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    ABSTRACT: Cyberlockers have recently become a very popular means of distributing content. Today, cyberlocker traffic accounts for a non-negligible fraction of the total Internet traffic volume, and is forecasted to grow significantly in the future. The underlying protocol used in cyberlockers is HTTP, and increased usage of these services could drastically alter the characteristics of Web traffic. In light of the evolving nature of Web traffic, updated traffic models are required to capture this change. Despite their popularity, there has been limited work on understanding the characteristics of traffic flows originating from cyberlockers. Using a year-long trace collected from a large campus network, we present a comprehensive characterization study of cyberlocker traffic at the transport layer. We use a combination of flow-level and host-level characteristics to provide insights into the behavior of cyberlockers and their impact on networks. We also develop statistical models that capture the salient features of cyberlocker traffic. Studying the transport-layer interaction is important for analyzing reliability, congestion, flow control, and impact on other layers as well as Internet hosts. Our results can be used in developing improved traffic simulation models that can aid in capacity planning and network traffic management.
    Local Computer Networks (LCN), 2012 IEEE 37th Conference on; 01/2012
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    ABSTRACT: The World Wide Web and the services it provides are continually evolving. Even for a single time instant, it is a complex task to methodologically determine the infrastructure over which these services are provided and the corresponding effect on user perceived performance. For such tasks, researchers typically rely on active measurements or large numbers of volunteer users. In this paper, we consider an alternative approach, which we refer to as passive crowd-based monitoring. More specifically, we use passively collected proxy logs from a global enterprise to observe differences in the quality of service (QoS) experienced by users on different continents. We also show how this technique can measure properties of the underlying infrastructures of different Web content providers. While some of these properties have been observed using active measurements, we are the first to show that many of these properties (such as location of servers) can be obtained using passive measurements of actual user activity. Passive crowd-based monitoring has the advantages that it does not add any overhead on Web infrastructure, it does not require any specific software on the clients, but still captures the performance and infrastructure observed by actual Web usage.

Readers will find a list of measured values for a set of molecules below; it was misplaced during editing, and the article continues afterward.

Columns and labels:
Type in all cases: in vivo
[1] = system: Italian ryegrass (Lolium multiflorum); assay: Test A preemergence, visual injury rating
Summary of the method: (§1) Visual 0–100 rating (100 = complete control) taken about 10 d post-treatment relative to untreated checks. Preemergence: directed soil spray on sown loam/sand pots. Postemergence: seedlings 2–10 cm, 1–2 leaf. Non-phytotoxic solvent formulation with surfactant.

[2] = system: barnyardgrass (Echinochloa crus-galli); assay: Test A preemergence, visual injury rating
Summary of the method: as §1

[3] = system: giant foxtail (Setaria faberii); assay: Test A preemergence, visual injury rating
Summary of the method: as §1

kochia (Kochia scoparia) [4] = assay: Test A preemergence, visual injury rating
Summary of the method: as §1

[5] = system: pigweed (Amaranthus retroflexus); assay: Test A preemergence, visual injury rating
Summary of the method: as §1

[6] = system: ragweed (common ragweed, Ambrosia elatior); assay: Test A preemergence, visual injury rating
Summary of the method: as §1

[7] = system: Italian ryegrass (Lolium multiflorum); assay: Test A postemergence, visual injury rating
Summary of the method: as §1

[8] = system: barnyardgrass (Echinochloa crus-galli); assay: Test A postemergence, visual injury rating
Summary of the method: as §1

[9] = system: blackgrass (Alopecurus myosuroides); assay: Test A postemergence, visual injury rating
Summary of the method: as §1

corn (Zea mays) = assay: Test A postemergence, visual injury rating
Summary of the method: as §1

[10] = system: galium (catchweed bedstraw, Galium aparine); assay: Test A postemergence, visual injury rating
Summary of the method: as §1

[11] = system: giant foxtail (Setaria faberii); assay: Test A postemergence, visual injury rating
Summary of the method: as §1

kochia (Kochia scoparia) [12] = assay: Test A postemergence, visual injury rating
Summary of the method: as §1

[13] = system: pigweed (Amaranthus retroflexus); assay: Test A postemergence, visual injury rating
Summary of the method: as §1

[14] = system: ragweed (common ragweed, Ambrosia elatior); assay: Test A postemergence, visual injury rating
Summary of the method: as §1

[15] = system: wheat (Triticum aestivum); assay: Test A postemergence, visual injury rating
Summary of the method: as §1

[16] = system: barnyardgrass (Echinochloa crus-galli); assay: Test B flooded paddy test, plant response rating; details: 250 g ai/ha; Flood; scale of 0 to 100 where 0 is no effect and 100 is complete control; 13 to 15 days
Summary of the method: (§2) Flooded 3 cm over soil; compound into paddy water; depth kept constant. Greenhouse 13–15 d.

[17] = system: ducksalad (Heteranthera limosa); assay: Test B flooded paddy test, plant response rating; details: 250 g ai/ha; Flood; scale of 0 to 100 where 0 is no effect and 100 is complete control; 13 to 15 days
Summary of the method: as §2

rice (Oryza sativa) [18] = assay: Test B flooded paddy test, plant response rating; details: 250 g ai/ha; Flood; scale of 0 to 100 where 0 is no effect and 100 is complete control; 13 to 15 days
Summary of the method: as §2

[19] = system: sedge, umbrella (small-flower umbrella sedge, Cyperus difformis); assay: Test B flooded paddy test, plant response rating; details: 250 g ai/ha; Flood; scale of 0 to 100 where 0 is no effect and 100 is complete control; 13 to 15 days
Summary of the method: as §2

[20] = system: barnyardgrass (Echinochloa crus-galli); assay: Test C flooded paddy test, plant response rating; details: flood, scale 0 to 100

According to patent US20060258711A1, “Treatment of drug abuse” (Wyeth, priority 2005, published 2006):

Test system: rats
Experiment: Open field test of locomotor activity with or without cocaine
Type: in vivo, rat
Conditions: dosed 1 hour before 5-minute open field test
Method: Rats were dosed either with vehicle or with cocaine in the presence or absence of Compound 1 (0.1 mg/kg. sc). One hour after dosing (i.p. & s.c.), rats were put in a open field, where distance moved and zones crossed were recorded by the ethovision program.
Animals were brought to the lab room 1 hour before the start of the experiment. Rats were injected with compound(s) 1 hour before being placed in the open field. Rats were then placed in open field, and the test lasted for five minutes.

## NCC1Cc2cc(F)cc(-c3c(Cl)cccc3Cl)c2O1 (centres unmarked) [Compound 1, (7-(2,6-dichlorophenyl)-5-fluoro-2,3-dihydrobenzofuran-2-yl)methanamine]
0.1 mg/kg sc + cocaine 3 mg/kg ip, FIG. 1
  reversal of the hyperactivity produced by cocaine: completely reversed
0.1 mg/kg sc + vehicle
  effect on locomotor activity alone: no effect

Communications (ICC), 2012 IEEE International Conference on; 01/2012
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    Martin Arlitt
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    ABSTRACT: Time tends to pass more quickly than we would like. Sometimes it is helpful to reflect on what you have accomplished, and to derive what you have learned from the experiences. These "lessons learned" may then be leveraged by yourself or others in the future. Occasionally, an external event will motivate this self reflection. For me, it was the 50th anniversary reunion of the St. Walburg Eagles, held in July 2011. The Eagles are a full-contact (ice) hockey team I played with between 1988 and 1996 (the Eagles ceased operations twice during this period, which limited me to four seasons playing with them), while attending university. What would I tell my friends and former teammates that I had been doing for the past 15 years? After some thought, I realized that my time as an Eagle had prepared me for a research career, in ways I would never have imagined. This article (an extended version with color photos is available in [1]) shares some of these similarities, to motivate others to reflect on their own careers and achievements, and perhaps make proactive changes as a result.
    Computer Communication Review - CCR. 01/2012;